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6statisticaltests.pdf

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Department
Chemistry
Course Code
ENCH 213
Professor
Diane Beauchemin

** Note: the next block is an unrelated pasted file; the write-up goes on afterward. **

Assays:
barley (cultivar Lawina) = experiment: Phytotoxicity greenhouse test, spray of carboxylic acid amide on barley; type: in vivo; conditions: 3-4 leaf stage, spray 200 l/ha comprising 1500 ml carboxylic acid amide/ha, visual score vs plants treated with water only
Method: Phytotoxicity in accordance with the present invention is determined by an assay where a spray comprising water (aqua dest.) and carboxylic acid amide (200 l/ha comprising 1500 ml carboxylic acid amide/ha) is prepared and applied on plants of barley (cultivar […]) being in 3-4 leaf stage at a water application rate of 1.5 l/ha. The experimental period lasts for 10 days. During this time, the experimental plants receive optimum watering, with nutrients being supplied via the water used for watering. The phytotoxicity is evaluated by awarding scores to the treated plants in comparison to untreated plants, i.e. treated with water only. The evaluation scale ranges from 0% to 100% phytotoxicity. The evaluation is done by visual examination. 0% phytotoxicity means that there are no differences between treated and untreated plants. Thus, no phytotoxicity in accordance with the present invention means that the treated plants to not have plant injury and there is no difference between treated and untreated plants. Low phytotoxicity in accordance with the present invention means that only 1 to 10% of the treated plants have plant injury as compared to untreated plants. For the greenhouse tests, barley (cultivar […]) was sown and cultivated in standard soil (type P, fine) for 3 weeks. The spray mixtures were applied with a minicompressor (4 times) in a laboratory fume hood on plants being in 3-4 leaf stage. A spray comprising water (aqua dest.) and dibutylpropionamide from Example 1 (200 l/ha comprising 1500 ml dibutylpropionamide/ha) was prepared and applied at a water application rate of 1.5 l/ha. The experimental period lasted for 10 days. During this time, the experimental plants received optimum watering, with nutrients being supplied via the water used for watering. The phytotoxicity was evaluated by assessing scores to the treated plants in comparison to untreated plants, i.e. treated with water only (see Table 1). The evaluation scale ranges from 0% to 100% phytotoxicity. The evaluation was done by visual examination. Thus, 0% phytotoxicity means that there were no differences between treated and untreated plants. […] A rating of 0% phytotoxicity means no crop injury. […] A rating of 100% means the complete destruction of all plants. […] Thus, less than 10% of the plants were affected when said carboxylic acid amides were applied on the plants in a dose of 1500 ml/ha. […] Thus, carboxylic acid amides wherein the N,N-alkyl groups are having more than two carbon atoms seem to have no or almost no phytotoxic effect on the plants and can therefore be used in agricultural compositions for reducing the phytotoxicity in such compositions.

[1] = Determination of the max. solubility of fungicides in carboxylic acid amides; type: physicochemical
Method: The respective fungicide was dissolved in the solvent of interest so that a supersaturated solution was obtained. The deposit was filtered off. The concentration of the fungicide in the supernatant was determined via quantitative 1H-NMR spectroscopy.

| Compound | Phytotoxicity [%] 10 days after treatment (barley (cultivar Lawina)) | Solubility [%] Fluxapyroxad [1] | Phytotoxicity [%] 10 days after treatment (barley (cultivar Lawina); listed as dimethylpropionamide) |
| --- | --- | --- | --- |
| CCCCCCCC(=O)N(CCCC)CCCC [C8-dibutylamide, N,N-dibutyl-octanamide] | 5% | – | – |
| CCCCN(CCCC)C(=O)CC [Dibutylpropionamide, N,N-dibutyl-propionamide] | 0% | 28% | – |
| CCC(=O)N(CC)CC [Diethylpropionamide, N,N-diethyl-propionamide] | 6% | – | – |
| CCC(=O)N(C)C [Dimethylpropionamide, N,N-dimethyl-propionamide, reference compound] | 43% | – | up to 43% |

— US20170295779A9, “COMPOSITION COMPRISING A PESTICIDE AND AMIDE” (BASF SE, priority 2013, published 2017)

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Statistical tests • give probabilities only ◦ you still have to interpret the results, decide on accepting/rejecting a value, especially for small data sets (i.e. apply good judgement) • may be helpful for questions: ◦ should an outlying value be rejected or retained in calculation of the mean? ◦ are 2 samples, analysed by the same method, significantly different in composition? ◦ does a difference in precision exist between 2 data sets from different workers/methods? Rejection/retention of outliers: Grubbs test 1. Compute the average, x , and standard deviation, s. 2. G exp= ‌ q – x ‌ /s (mean includes questionable value) → x =qquestionable result 3. Get G critrom Table 4-5 4. Apply test: reject if Gexp> G crit Example: Fe in large mocked soil sample %Pb =1.1, 3.4, 6.9, 3.9, 2.7, 2.8, 1.2, 2.3 • should the 6.9 value be rejected? • x = 3.0; s =1.9 • G exp 6.9 – 3.0 ‌ /1.9= 2.05 • G critor n=8 is 2.032 • Reject because G > exp crit • BLINDAPPLICATION OF TESTS IS DANGEROUS. USE GOOD COMMON SENSE. In case of outliers: • re-examine all data relating to the outlying value: properly kept lab notebok • if possible, estimate the precision expected from the procedure, to check if the outlying value is actually questionable. • repeat the analysis if sufficient sample and time are available. • otherwise, apply Grubbs test. • if retention is indicated, consider reporting the median rather than the mean Example Police have a hit-and-run case and need to identify the brand of red auto paint. The percentage of iron oxide, which gives paint its red color, found during analysis is as follows: 43.15, 43.81, 45.71, 43.23, 42.99, and 43.56%. What is the average percentage of the iron oxide in the paint sample? a. 43.3 b. 43.7 c. 43.6 Example answer: Grubbs test G calc G crit reject 45.71 42.99, 43.15, 43.23, 43.56, 43.81, 45.71 % Mean= 43.74 s=1.0 Recalculate mean= 43.3 (s=0.3) G calc (45.71-43.74)/(1.0) = 1.97 → decrease ins indicationofoutlier G crit822 Hypothesis testing • "null hypothesis" assumes that quantities compared are the same unless proven otherwise by testing at a given probability level: ◦ comparison of mean from analysis with µ certified value of SRM...) ◦ comparison of the means of 2 different sets ◦ comparison of standard deviations from 2 sets of data ◦ comparison of individual differences between two data sets Comparison of mean with an accepted value: Student’s t test • mean - μ = ± ts /√(n) • if |mean-μ| > ts/ √(n) ◦ null hypothesis wrong ◦ determinate error at this confidence level • another way is to calculate t calcnd compare it to t critrom Table 4-2 ◦ t calc= √n x |mean-μ|/s ◦ if t calc tcrit ▪ Null hypothesis wrong at this confidence level Example: New method for the determination of sulfur in kerosenes • data: % S = 0.112, 0.118, 0.115, 0.119 • true = µ = 0.123% S • is there a determinate error? • mean= 0.116% S, s=0.003% • tcalc √4 x |0.116-0.123|/0.003 = 4.7 • tcritor 3 degrees of freedom = 3.182 at 95% confidence level • tcalc tcrit systematic error indicated • At 99% level, t = 5.84: null hypothesis holds crit Q: A systematic error a) can be discovered and corrected. b) arises from the limitations on the ability to make a physical measurement. c) is also known as an indeterminate error. Example 2: Hg in mocked soil sample (small sample) • data: % Hg= 7.5 ± 6.6 • True = µ = 5.86% Hg • Is there a determinate error? • t = √8 |7.5-5.86|/6.6 = 0.548 calc • tcritor 7 degrees of freedom = 2.365 at 95% • confidence level • t < t : no systematic error indicated calc crit Choice of confidence level • if too severe (99.9%) ◦ significant effect may be missed • if too relaxed (50%) ◦ insignificant effect may be judged important • In general ◦ result at 95% confidence level: SIGNIFICANT ◦ result at 99% confidence level: HIGHLY SIGNIFICANT Comparison of the precision of two sets: F test • Fcalc= s1/s 22 2 ◦ s =1ariance of set 1 ◦ s =2ariance of set 2
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